A few weeks ago I hosted a supper club for ten friends. A supper club, or underground restaurant, is a way for aspiring chefs (or home cooks) to cook up a semi-professional meal while making a bit of money- like a dinner party with an entrance fee. Cooking for a crowd is a daunting task, and my friends generously paid to be my test subjects. But they were all happy with the meal, and I think the night went wonderfully: good food, fun drinks, great people, gorgeous food photos, and only a few mishaps- sorry about the salted truffles, friends! Many of the photos you see here on ManisKitchenworks were taken that great evening, captured by my talented friend Tyler of The Intire Project.
These little vegan muffins were part of a cooking class featuring my favorite homemade granola. This class featured one of the best flavor variations- maple, pecan, and cinnamon. I learned the original granola recipe from Heidi at 101 Cookbooks, but I’ve adapted it many times over. These muffins feature your own homemade granola, should you be so ambitious, but they work perfectly well with store-bought granola if that is what you have. These treats are another way to add some healthy, clean snacks to your day. These are very simple muffins; add nuts, raisins, cacao nibs, or other yummy mix-ins as you see fit!
Homemade Granola Muffins
1½ cups homemade granola, divided
2 Tablespoons Earth Balance
¼ cup vanilla soy yogurt
2 Tablespoons ground flaxseeds
¾ cup vanilla flavored non-dairy milk
¼ cup coconut oil
½ cup agave nectar
2 teaspoons vanilla extract
1 teaspoon almond extract
1 teaspoon apple cider vinegar
1 cup whole wheat pastry flour
1 cup whole spelt flour
1½ teaspoons baking powder
½ tsp baking soda
¼ teaspoon sea salt
1 teaspoon cinnamon
- Preheat oven to 350º. Lightly grease a muffin pan with coconut oil, or use muffins liners.
- In a small bowl, mix ¾ cup granola with the Earth Balance. Gently press together using a fork, until mixture is crumbly. Set aside.
- In a large bowl, whisk yogurt and flax together. Let stand one minute, then stir in milk, oil, agave, vanilla, and almond extract. Whisk until smooth.
- In another bowl sift together flours, baking powder, baking soda, salt, and cinnamon.
- Add dry ingredients to wet, and stir gently until well combined. Gently stir in remaining ¾ cup granola.
- Fill muffin cups evenly, and top with a sprinkle of granola/Earth Balance mixture. Bake for 22-25 minutes. Let cool in pan for 10 minutes, then remove to cooling racks to cool completely.
Yield: 12 muffins
I realize this is an relatively vague name for a dish, but it’s because it is just so very versatile! I’ve made two versions of this simple vegan soup, using cannelini beans and barley, and the other using great northern beans with quinoa. This recipe was created for an in-store demo about the virtues of plant-based protein. Beans are the easy answer to the inevitable ‘where to you get your protein’ question, but many people are still learning that whole-grains (and vegetables too!) are great sources of protein as well. Need more convincing? Check out this post about plant-based sources of iron, calcium, protein, and flavor.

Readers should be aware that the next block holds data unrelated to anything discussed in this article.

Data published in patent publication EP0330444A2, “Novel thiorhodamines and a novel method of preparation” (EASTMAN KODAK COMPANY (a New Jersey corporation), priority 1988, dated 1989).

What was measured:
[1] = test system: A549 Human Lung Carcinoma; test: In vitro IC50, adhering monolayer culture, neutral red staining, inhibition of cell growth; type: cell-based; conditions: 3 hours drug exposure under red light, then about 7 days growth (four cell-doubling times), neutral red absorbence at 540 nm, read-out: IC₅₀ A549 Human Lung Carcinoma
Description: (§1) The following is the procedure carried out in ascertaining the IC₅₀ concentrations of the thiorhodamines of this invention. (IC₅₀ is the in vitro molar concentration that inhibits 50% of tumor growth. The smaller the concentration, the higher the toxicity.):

Whole-Grain White Bean Soup
2 Tablespoons olive oil, plus more for serving
½ cup diced yellow onion
1 cup sliced white mushrooms
1 cup diced celery
1 Tablespoon dry yellow mustard
2 teaspoons chopped rosemary (fresh or dried)
½ teaspoon sea salt
Freshly ground black pepper to taste
5 cups cooked white beans, any type (home-cooked works, but canned makes for a creamier soup)
2-3 cups vegetable stock
2 cups water (more to taste)
2 teaspoons chopped rosemary
1 Tablespoon fresh lemon juice
2 cups cooked barley, quinoa, or other whole grain goodness
- In a large saucepan, heat oil until bubbling. Add onions, mushrooms, and celery. Cook until vegetables are soft, about ten minutes.
- Add mustard, rosemary, salt, pepper, beans, stock, and water. Bring mixture to a low boil. Cover, and simmer for 15 minutes.
- Let cool slightly and then add mixture to food processor or blender. Puree until smooth (blend only some of the mixture for a chunkier soup).
- Return to saucepan and add juice and quinoa, stirring to combine. Drizzle with olive oil before serving, if desired.
Sad but true: I’ve been significantly less inspired to cook creatively now that I am living alone. This doesn’t mean that I am eating poorly- I am actually eating quite well- but I eat the same things all the time now! Tight scheduling and an even tighter budget means that I am making the most of all my foods, recycling staple grains and veggies into two or three similar meals throughout the week (sometimes even twice in the same day- kale is so very versatile!). This makes food blogging nearly impossible– I’ve already written multiple times about my favorite single girl meals like cozy comfort foods and just-for-one noodle dishes. But inspiration does strike, and this past weekend it came in the form of Carrot-Quinoa Fritters.